Throughout my 23 years of experience across the full spectrum of Chemical, Biological, Radiological, and Nuclear (CBRN) defense, I have witnessed many changes in the field. Over the last two decades, new technologies have vastly improved CBRN reconnaissance, protection, detection, and decontamination capabilities. Though most of the attention surrounding unmanned systems of late has been focused on the airborne variety, unmanned, ground-based CBRN systems promise further advancements in the CBRN field. In other words, it is time to boldly go with no man where man has gone before.
Start the Unmanned Revolution
In terms of military CBRN defense missions, unmanned systems can be used for three general reasons: First, to save human labor; second, to increase force protection and decrease risk to soldiers and equipment; and third, to conduct operations that were previously not possible with manned systems.
Like any other tool, a robot can save human labor. The person-hours that are best saved by employment of robotic systems are those that are dull, dirty, dangerous, and/or expensive. Tasks required performed by CBRN troops or any troops in a CBRN environment are dull, dirty, and/or dangerous. If a robotic system can replace soldier labor, existing CBRN personnel can be put to better use in more intricate, detail-oriented tasks where human labor is still best and other troops can return to their normal roles.
Troop safety and reducing risk of loss is a critical motivator for the use of unmanned systems in many other settings, such as the use of Unmanned Aerial Vehicles (UAVs) and Explosive Ordnance Disposal (EOD). Any situation or operation where soldiers may be brought into close contact with CBRN materials poses just as much of a risk to personnel as conducting air combat operations in hostile territory or handling explosives, no matter how well trained and equipped operators are. Robotic systems in CBRN operations, as with airstrikes and EOD, can improve safety directly and prevent loss by putting standoff distance between an operator and these dangerous materials.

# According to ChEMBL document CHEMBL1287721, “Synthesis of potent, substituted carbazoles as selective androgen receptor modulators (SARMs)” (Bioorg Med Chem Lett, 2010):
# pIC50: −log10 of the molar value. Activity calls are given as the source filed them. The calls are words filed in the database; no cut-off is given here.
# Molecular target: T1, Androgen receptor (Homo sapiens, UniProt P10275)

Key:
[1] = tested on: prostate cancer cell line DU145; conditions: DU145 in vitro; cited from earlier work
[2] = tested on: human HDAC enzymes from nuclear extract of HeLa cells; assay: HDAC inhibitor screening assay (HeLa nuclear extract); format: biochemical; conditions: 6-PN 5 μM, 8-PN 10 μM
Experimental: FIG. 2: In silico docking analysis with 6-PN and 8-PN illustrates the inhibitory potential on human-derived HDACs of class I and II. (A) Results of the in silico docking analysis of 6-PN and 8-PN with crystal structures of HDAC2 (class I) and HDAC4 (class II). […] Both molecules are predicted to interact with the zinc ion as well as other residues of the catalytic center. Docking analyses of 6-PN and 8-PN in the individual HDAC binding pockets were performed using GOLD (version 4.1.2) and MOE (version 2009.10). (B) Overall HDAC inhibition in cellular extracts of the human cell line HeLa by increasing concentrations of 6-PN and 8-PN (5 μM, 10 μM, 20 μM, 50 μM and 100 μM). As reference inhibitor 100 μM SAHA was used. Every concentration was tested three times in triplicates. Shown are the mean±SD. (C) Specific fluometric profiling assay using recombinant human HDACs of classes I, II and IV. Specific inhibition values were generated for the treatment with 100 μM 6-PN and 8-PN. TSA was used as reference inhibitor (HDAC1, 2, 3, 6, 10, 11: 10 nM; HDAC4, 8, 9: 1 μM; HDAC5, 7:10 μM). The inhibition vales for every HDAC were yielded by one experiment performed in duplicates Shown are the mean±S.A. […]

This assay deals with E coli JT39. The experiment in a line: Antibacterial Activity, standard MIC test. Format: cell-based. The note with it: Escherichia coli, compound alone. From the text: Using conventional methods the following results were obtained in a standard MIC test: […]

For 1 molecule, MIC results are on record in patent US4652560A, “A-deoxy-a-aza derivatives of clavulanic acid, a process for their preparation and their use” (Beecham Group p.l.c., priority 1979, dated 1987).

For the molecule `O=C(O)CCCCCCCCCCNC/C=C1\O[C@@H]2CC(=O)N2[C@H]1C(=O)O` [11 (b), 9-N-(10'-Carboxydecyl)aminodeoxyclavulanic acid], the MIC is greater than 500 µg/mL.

Anyone who has been through a drive-thru car wash can certainly understand that detailed, heavy equipment decontamination is well-suited for automation.
Robotic systems increase the scope of what tasks can be performed in a CBRN environment. Operating in a CBRN contaminated environment greatly degrades human labor and performance. Even simple tasks require twice as much time or twice as much labor when performed wearing personal protection equipment such as a mask, gloves, a suit, and boots. Unmanned systems do not experience this same performance degradation in a CBRN environment. The level of difficulty of certain tasks that would be laborious to perform for a human in MOPP 4 remains unchanged for an unmanned system.
Certain capabilities impossible for manned systems become possible when they were not before. With robots it becomes possible to send detection and identification sensors into places where it is either impossible or unwise to send people. It becomes possible to lift and move things beyond the capability of soldiers in protective posture and the endurance of robotic systems is greater than human endurance.
Compare requiring a human decontamination squad to work non-stop in full protective clothing for 12 hours. For a capable unmanned system, that is no problem. The need to fully, thoroughly decontaminate equipment and worries about later effects such as desorption of chemical agents is also reduced as a robot is not affected by working in a contaminated and dangerous environment for days on end. Unmanned systems still need fuel, water, and decontamination solution to perform the task, but that refueling and refilling can be performed by another robot.